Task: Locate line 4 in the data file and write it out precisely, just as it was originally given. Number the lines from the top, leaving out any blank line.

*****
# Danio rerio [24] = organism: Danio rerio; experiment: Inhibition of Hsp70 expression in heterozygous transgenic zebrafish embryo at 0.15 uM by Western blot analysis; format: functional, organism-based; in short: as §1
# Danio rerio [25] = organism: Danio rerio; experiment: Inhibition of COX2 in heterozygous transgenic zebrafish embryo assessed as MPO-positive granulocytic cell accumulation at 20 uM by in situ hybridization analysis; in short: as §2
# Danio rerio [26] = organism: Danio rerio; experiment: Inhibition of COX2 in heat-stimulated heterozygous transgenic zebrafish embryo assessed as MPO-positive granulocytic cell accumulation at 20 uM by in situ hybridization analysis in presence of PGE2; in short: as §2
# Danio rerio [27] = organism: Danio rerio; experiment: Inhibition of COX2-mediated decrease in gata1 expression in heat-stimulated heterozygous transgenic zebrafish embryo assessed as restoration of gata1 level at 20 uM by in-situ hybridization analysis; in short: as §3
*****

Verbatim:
# Danio rerio [27] = organism: Danio rerio; experiment: Inhibition of COX2-mediated decrease in gata1 expression in heat-stimulated heterozygous transgenic zebrafish embryo assessed as restoration of gata1 level at 20 uM by in-situ hybridization analysis; in short: as §3